It’s imperative that in times of crisis you remain calm. This may be a given, but keeping your cool can be an especially difficult thing to do when a crisis feels catastrophic. We are biologically wired to have a stress response (fight, flight or freeze) when confronted with volatile environments, unpredictable events and constant stress. However, as a leader you can prepare yourself to respond to those stressors in a calm manner that will benefit not only you, but also your staff, organization and community.
According to McKinsey & Company, to remain calm during a crisis leaders must practice integrative awareness: being aware of the changing reality in the outside world and how you respond to it emotionally and physically. This intentional practice allows leaders to shift from viewing challenges as roadblocks, to seeing them as problems to be solved and learned from. This is a deliberate choice that can help you take a step back and respond in a calm manner instead of being reactionary, and responding in a manner that is potentially detrimental.
During a crisis, people within your organization and your community will be paying even more attention to what you say and how you communicate. The desire for guidance and transparency is heightened, and people are looking toward you as a leader to communicate effectively about how to navigate through the issues at hand.
Your words and even your actions will bring comfort and help your staff and community to adjust and cope. There is a lot of uncertainty during a crisis, and those who look to you for guidance will find solace in your actions. They are looking to you to restore faith.
McKinsey & Company states that superior crisis commentators tend to do these five things:
1. Deliver communication when necessary and needed. People want to be as up-to-date as possible during a crisis. As a leader, it's your responsibility to deliver that communication and keep your staff and community informed. This will make them feel safe, and be able to cope and connect.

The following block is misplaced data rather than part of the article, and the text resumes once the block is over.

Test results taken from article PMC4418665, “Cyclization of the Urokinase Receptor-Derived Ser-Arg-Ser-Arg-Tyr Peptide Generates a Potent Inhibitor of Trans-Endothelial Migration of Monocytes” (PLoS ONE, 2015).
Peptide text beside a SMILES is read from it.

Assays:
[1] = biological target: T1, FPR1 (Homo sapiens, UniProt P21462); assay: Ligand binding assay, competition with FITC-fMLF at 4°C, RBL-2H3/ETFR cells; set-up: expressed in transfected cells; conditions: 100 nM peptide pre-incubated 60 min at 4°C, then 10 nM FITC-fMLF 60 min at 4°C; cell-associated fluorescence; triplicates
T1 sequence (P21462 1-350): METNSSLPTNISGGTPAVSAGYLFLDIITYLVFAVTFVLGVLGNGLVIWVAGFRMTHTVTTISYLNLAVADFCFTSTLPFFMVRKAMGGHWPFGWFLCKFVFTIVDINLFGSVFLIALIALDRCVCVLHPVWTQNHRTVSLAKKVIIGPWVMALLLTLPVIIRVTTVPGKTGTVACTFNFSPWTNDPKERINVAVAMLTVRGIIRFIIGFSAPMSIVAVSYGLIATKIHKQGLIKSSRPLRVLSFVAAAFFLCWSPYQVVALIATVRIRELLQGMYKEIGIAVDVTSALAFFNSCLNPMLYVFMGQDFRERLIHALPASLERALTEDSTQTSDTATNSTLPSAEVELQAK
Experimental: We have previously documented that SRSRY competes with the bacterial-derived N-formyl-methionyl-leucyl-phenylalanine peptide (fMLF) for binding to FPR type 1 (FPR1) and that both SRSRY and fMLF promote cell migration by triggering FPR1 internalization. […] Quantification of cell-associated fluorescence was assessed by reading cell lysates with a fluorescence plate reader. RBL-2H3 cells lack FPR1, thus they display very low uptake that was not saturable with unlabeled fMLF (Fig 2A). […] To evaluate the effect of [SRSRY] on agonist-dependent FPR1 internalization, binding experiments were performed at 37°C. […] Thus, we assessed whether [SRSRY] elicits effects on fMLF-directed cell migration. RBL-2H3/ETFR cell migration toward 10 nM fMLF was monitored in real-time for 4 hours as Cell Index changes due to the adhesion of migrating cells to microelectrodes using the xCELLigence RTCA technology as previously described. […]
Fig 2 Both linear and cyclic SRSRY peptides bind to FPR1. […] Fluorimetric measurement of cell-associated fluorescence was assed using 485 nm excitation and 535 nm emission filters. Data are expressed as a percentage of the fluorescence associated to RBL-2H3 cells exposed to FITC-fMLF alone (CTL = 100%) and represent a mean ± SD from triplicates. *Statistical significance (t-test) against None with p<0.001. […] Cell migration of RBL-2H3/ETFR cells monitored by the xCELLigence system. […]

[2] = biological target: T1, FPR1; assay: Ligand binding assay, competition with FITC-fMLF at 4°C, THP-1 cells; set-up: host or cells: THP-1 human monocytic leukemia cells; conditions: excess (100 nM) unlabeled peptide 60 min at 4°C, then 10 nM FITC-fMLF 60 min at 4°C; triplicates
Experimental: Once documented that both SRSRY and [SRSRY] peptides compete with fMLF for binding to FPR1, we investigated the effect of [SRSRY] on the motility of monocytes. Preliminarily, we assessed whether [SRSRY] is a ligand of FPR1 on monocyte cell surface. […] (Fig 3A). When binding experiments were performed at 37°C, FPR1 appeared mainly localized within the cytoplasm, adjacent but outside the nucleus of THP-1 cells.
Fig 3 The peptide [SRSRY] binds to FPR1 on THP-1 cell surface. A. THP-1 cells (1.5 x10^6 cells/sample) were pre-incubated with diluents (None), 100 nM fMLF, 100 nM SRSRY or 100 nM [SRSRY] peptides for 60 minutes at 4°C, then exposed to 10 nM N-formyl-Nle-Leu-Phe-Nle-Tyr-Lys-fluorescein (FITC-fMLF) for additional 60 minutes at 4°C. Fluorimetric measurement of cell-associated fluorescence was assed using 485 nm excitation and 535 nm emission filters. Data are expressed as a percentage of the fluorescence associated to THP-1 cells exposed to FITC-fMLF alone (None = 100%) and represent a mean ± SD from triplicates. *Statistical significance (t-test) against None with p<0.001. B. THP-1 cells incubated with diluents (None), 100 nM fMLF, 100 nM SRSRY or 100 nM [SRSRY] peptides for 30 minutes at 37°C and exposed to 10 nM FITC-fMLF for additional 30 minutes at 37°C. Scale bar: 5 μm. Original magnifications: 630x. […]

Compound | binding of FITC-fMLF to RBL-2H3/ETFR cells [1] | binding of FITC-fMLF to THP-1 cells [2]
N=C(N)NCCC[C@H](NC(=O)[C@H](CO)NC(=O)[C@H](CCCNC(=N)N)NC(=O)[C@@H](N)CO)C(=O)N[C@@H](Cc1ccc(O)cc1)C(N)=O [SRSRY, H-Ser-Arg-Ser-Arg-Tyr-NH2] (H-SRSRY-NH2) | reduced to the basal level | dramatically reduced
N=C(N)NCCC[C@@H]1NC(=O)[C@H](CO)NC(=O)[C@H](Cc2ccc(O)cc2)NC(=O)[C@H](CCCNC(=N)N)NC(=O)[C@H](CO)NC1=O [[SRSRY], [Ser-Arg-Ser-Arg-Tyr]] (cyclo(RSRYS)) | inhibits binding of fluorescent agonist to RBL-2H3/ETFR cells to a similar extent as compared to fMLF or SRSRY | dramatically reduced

2. Communicate clearly and often. During the early part of a crisis, people’s ability to absorb pertinent information is limited, so keep your focus on assuaging the worries of your staff and community.
3. Be honest and as transparent as possible in all communication. Your staff and community trust you as their leader and will appreciate open and honest communication.
4. Strengthen bonds and restore confidence within your staff and community through your communication.
5. Find meaning within the crisis to help you establish a vision and a roadmap for how your organization and community will come out of it stronger and build a better future together.
Help Your Team Grow
When a crisis hits, a leader is faced with many choices, and oftentimes staff members are either left to their own devices or their wants and needs are pushed aside. Instead of pushing them aside, use a crisis as an opportunity to grow your staff and organization to change for the better. Recovering from a crisis is necessary, but being changed by a crisis is an opportunity for greater things that can positively affect the staff and organization as a whole.
Instead of asking employees to return to normal after a crisis, ask how you and your organization can grow through it and help your staff and community do so as well. Ask yourself how your organization can help staff and the community work through the trauma of a crisis, increase well-being, create resiliency, affirm values and support everyone, then follow through.